Successful ventures like this keep many families in developing countries out of poverty whilst providing employment for people at home in the UK. Any bras that are genuinely beyond redemption are dismantled and disposed of properly. For every tonne of bras collected, Against Breast Cancer receives £700 to fund their research.

Toys: play or give away

If your children are home more than ever before, you’re probably finding that there’s only so many toys or games they play with. With new and creative ways to keep them occupied, many toys can be given to charity through donation banks.

The Air Ambulance Service encourages people to donate toys to their stores to raise much needed funds. The charity operates the national Children’s Air Ambulance and the local air ambulance services for Warwickshire, Northamptonshire, Derbyshire, Leicestershire and Rutland. Their services work tirelessly to save lives and alleviate sickness, wherever and whenever possible.

Re-cycle your bike

Re-Cycle works in partnership with four organisations across four different African countries, to take bikes from the UK and give them to people without transport in Africa. Each partner owns and runs bike social enterprises, which ensure that the bikes provided can be repaired, distributed and maintained for a long time to come.

The charity works with Halfords to offer convenient drop-off locations around London and the UK. Just use their search tool to find out which store is near you.

They take donations from individuals and companies who no longer need their IT equipment, and they also do secure and safe data wipes, so you know you won’t be cat-fished a couple of weeks later.  Your laptop or computer will then be reused by one of their beneficiary organisations, including schools, community centres and other non-profit organisations. You can find all the details and shipping info here. 

Hand over your tools

The charity Tools For Self Reliance works in partnership with local organisations across Africa in Ghana, Malawi, Tanzania, Uganda, Sierra Leone and Zambia to support local communities through education and tools to help establish long-lasting change.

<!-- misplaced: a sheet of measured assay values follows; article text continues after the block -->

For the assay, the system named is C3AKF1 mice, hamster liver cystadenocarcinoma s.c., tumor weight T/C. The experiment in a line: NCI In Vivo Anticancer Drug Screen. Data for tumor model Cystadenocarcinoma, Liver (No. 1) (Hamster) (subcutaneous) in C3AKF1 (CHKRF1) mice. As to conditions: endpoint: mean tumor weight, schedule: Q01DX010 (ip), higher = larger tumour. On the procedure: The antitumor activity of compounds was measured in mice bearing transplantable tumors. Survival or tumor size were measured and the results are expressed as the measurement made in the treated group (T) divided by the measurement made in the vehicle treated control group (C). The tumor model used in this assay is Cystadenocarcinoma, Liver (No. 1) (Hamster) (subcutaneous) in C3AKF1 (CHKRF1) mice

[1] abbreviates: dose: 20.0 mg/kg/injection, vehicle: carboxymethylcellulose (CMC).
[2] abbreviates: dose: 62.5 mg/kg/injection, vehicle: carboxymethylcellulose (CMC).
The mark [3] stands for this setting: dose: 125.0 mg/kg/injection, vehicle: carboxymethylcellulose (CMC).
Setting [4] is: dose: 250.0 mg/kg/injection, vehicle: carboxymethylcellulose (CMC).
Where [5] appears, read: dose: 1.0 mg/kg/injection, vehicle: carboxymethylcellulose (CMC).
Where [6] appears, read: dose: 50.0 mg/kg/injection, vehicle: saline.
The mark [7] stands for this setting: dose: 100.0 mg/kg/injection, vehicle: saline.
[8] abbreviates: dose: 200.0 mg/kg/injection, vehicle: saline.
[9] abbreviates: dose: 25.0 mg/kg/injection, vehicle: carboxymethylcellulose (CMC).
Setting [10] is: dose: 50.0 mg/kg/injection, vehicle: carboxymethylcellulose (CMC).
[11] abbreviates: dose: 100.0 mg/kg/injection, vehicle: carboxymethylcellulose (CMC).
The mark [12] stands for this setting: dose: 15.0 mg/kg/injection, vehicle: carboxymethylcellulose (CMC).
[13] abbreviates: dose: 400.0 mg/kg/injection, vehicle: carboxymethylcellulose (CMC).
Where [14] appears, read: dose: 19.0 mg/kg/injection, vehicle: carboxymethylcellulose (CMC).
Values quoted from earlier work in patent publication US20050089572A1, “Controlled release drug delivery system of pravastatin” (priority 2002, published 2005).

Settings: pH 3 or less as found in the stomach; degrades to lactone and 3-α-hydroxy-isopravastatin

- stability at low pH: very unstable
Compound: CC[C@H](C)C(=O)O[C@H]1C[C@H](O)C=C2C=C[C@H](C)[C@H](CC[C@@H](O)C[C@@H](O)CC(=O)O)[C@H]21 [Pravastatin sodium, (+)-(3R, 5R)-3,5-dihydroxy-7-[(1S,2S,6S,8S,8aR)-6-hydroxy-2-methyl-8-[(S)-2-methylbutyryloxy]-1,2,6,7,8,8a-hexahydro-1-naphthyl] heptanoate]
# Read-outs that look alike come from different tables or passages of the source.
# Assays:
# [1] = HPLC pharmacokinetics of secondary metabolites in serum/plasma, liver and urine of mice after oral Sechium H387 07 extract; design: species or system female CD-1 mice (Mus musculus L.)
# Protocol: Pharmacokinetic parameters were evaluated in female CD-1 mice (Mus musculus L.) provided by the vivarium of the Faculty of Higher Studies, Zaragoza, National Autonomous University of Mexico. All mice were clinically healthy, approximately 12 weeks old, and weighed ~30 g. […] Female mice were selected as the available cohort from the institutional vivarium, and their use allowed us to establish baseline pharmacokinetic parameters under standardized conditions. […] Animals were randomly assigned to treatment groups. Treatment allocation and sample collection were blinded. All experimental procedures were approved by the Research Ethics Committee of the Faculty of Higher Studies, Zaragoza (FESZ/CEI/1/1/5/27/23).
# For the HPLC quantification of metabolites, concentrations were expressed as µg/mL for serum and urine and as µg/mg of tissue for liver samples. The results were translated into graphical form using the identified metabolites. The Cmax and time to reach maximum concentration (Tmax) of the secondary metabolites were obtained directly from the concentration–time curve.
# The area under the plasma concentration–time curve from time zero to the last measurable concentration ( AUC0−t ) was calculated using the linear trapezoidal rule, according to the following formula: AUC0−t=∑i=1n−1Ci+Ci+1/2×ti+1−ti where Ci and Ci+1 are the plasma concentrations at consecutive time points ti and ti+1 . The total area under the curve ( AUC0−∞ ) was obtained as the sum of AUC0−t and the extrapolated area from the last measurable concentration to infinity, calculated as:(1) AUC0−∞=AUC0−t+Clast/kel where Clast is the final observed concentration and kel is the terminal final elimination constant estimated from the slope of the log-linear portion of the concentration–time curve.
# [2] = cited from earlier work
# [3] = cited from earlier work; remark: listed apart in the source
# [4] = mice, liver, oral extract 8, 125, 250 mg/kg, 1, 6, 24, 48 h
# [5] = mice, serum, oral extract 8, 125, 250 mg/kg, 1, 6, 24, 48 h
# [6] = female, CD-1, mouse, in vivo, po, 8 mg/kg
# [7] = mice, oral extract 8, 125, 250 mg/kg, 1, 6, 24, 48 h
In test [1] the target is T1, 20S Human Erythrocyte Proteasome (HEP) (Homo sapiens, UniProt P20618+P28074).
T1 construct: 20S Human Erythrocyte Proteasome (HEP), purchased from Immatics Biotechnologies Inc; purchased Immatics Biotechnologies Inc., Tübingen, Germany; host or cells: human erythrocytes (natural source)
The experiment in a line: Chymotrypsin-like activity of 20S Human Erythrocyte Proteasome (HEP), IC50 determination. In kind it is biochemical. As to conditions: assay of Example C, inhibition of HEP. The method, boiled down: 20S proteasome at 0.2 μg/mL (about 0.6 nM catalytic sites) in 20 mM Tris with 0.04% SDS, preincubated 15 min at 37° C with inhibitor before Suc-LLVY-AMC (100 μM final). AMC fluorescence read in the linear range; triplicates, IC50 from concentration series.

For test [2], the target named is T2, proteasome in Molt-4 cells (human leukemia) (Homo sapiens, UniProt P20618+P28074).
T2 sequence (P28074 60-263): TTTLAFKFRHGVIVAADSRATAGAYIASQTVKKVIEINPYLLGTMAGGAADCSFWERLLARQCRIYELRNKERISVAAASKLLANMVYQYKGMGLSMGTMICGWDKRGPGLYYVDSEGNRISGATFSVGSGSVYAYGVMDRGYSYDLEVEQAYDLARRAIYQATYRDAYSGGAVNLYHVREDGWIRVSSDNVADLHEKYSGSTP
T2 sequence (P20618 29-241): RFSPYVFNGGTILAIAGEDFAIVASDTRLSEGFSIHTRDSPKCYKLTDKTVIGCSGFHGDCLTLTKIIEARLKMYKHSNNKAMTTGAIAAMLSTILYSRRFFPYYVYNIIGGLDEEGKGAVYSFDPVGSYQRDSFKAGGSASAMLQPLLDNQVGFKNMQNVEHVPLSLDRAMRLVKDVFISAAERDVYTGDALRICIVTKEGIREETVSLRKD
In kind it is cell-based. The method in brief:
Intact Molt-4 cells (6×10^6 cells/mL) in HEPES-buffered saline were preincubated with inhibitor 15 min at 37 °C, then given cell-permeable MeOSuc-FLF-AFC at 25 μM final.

The partners deliver training programmes which include not only technical trade skills, but also business and financial management, health awareness, and life skills. On completion, trainees receive a start-up kit of tools, and are supported in forming their own businesses. Any tools to support carpenters, builders, metalworkers, shoe repairers, mechanics, plumbers, electricians and tailors are most welcome. Due to Covid, they are not accepting donations during lockdown, but keep an eye on their website for when this lifts. 

Say goodbye to your sofas

According to the Royal Society for the Encouragement of Arts, Manufactures, and Commerce (RSA), each year the UK throws away approximately 672,000 tonnes of furniture. The society advises that over half of this waste could be re-used. Only 17% of unwanted sofas are re-purposed, with the remainder going to landfill.

Sofas by Saxon has a handy list of all the places in the UK that take unwanted sofas with many doing house collections. Simply click on your area and find your nearest pick-up point.

Clear out the kitchen for the homeless

The Trussell Trust is dedicated to stopping hunger in the UK, and has some handy tips on how you can donate food. You can go directly to your local food bank, by finding your nearest one here, and you can also donate in most supermarkets at their collection points.

Take a look at what’s in a food parcel to see what items to donate, and don’t forget that food banks also accept essential non-food items such as toiletries and hygiene products.